• frozentundra123456 - Wednesday, June 4, 2014 - link

    Yes, you hit on the crux of the matter. Problem is still that of all APUs, the igp performance is still in limbo: almost there but not quite for gaming, while cpu performance and power consumption trail intel badly. Looking at the gaming tests, looks like one will be limited to 768p, and even then COH (admittedly terribly optimized) is not playable, and we have no tests for demanding games like Watchdogs, Metro LL, or Crysis 3. So one will be stuck with either a crappy 768p screen or playing at non-native resolution for a lot of games. Not to mention, this mobile chip should have come out first instead of being so close to the broadwell mobile launch.
  • silverblue - Wednesday, June 4, 2014 - link

    You say "cpu performance and power consumption trail intel badly". There's no real data on the latter apart from TDP values (which, in themselves, aren't an accurate indicator), and the FX-7600P is certainly no slouch when viewing the CPU benchmarks in this preview. Let's not forget that large portion of the die dedicated to the GPU, either - just because it's there, doesn't mean it's being used. Toms had the FX-7600P doing well at GPGPU (it should) and PCMark, less well at physics scores in 3DMark (the competition was a high-end i7) and even worse in Sandra, but we know that doesn't always mean everything; after all, the Core 2 had low memory bandwidth due to having no IMC but was still easily the match of the Phenom II series.

    This is a preview, so quite why people are expecting numerous tests on 2013/14 titles from a very brief testing period is beyond me. Patience, grasshopper!
  • Novaguy - Thursday, June 5, 2014 - link

    But I suspect you can hit 1080p with an awful lot of 2007~2012 games, making kaveri mobile + 1080p a great humble bundle mobile gaming solution. Now, if they combined it with freesync, you could get away with lower frame rates and play even more recent games.
  • The_Assimilator - Thursday, June 5, 2014 - link

    The use case for a laptop is simple: you don't require graphics horsepower the majority of the time. Hence it makes more sense to use a CPU that uses less power (and performs better), and pair it with a discrete GPU that won't be drawing any power most of the time. Intel understands this and it's why they make money.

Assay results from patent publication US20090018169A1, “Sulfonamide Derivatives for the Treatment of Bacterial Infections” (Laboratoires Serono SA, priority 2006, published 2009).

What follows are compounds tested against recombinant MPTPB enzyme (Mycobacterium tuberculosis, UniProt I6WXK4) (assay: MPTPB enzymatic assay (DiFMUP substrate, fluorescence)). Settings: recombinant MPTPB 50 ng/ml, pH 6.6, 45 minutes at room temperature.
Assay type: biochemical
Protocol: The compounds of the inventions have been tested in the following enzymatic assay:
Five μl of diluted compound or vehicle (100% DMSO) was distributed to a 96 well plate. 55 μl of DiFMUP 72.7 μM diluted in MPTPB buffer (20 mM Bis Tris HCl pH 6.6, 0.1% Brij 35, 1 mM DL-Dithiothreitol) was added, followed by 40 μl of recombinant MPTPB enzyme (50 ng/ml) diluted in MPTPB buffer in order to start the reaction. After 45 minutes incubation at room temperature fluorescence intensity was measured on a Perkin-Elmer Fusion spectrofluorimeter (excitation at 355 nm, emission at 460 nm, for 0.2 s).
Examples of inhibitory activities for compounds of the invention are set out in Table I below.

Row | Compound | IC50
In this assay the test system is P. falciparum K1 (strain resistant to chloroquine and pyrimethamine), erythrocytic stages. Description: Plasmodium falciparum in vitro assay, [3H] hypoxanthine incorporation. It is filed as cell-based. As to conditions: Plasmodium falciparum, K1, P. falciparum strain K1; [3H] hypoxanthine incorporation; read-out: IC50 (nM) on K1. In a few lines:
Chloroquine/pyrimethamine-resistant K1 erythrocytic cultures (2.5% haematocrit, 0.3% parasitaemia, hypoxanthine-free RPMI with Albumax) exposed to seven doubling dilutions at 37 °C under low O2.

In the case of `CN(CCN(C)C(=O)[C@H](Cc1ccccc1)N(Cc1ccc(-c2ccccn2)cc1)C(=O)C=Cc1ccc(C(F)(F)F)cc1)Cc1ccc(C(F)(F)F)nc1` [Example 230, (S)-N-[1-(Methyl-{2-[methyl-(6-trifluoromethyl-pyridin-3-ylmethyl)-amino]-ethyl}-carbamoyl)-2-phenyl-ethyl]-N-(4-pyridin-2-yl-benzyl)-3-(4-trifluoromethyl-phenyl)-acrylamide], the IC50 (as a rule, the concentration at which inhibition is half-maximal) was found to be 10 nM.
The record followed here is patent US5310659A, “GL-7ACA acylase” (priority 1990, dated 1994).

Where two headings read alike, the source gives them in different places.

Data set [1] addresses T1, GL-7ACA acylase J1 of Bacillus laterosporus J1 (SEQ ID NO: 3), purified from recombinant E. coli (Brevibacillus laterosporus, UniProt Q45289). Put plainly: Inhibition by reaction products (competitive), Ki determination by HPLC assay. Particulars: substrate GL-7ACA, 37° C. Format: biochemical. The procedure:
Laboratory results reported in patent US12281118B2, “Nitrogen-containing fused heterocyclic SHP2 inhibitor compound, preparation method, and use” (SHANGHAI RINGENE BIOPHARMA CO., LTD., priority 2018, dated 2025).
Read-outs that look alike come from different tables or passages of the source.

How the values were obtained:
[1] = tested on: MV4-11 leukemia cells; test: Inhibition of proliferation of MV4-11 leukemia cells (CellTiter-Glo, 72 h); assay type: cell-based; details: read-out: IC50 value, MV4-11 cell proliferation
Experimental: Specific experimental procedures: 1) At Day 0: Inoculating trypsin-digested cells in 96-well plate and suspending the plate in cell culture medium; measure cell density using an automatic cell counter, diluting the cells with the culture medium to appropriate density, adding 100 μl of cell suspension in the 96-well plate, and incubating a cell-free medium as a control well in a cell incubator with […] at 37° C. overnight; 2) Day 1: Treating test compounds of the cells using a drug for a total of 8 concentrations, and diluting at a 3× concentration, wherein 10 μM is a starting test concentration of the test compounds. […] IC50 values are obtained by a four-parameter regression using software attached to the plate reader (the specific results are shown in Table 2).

AMD on the other hand, have dreamed up a mythical future reality where everyone who buys a laptop expects it to deliver decent GPU performance. But very few people buy laptops to play games on, they buy laptops to be productive while mobile - and faster CPU that use less battery power are always going to win out.
  • nemi2 - Wednesday, June 4, 2014 - link

    It's becoming more of a glaring omission as time progresses that AMD doesn't have a SSD caching option in their SATA BIOS/drivers. AMD is targeting the cheaper end of notebooks so I agree with the author: a pure SSD storage solution will not make the BOM, and because there is no AMD SSD caching solution a 8,16,32GD SSD cache can't make the BOM either - discrete chece is not supported and a hybrid HD unfortunately also seem to also command a $ premium and don't have as good integration with windows.
    Makes me wonder what the state of USB "ready boost" is with Windows these days?, things are very quiet on the that front. Also where is a cheap / free 3rd party utility to provide SSD/ NVM caching, do AMD laptop vendors have any budget / driver solution?
  • lmcd - Wednesday, June 4, 2014 - link

    The SSD caching probably explains it -- thanks for posting (not an obvious conclusion to reach!)
  • JarredWalton - Wednesday, June 4, 2014 - link

    SSD caches are really only good for two things:

    1) Inflate certain benchmark scores (PCMark being a major one).
    2) Help laptop boot/resume faster.

    Seriously, most other tasks that hit the storage hard -- installing an application, loading a bunch of apps at once, opening a browser with 30 active tabs -- are all only slightly faster than an HDD with SSD caching, where a pure SSD is substantially faster. The best SSD caching solution right now comes from Apple, and it's only good because it's 64GB or more; 24/32GB SSD caches just don't cut it in my experience.